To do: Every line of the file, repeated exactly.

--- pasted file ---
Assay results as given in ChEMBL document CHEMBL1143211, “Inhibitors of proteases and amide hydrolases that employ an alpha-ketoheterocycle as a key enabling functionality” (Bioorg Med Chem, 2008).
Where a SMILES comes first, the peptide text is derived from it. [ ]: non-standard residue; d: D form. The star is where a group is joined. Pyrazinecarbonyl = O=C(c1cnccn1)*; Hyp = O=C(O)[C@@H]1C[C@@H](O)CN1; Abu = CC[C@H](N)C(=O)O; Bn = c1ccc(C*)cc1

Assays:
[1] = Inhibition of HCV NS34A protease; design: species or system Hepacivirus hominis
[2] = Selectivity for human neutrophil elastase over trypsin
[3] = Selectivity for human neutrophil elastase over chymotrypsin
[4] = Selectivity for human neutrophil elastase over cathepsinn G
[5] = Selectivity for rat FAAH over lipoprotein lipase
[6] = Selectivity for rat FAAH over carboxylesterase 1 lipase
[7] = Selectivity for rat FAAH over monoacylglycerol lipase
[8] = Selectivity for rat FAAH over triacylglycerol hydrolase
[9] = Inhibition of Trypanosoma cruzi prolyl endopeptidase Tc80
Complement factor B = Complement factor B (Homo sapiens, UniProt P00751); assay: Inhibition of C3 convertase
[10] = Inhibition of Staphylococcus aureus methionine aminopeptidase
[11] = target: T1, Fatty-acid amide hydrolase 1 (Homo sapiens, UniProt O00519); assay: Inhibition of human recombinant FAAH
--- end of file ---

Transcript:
Assay results as given in ChEMBL document CHEMBL1143211, “Inhibitors of proteases and amide hydrolases that employ an alpha-ketoheterocycle as a key enabling functionality” (Bioorg Med Chem, 2008).
Where a SMILES comes first, the peptide text is derived from it. [ ]: non-standard residue; d: D form. The star is where a group is joined. Pyrazinecarbonyl = O=C(c1cnccn1)*; Hyp = O=C(O)[C@@H]1C[C@@H](O)CN1; Abu = CC[C@H](N)C(=O)O; Bn = c1ccc(C*)cc1

Assays:
[1] = Inhibition of HCV NS34A protease; design: species or system Hepacivirus hominis
[2] = Selectivity for human neutrophil elastase over trypsin
[3] = Selectivity for human neutrophil elastase over chymotrypsin
[4] = Selectivity for human neutrophil elastase over cathepsinn G
[5] = Selectivity for rat FAAH over lipoprotein lipase
[6] = Selectivity for rat FAAH over carboxylesterase 1 lipase
[7] = Selectivity for rat FAAH over monoacylglycerol lipase
[8] = Selectivity for rat FAAH over triacylglycerol hydrolase
[9] = Inhibition of Trypanosoma cruzi prolyl endopeptidase Tc80
Complement factor B = Complement factor B (Homo sapiens, UniProt P00751); assay: Inhibition of C3 convertase
[10] = Inhibition of Staphylococcus aureus methionine aminopeptidase
[11] = target: T1, Fatty-acid amide hydrolase 1 (Homo sapiens, UniProt O00519); assay: Inhibition of human recombinant FAAH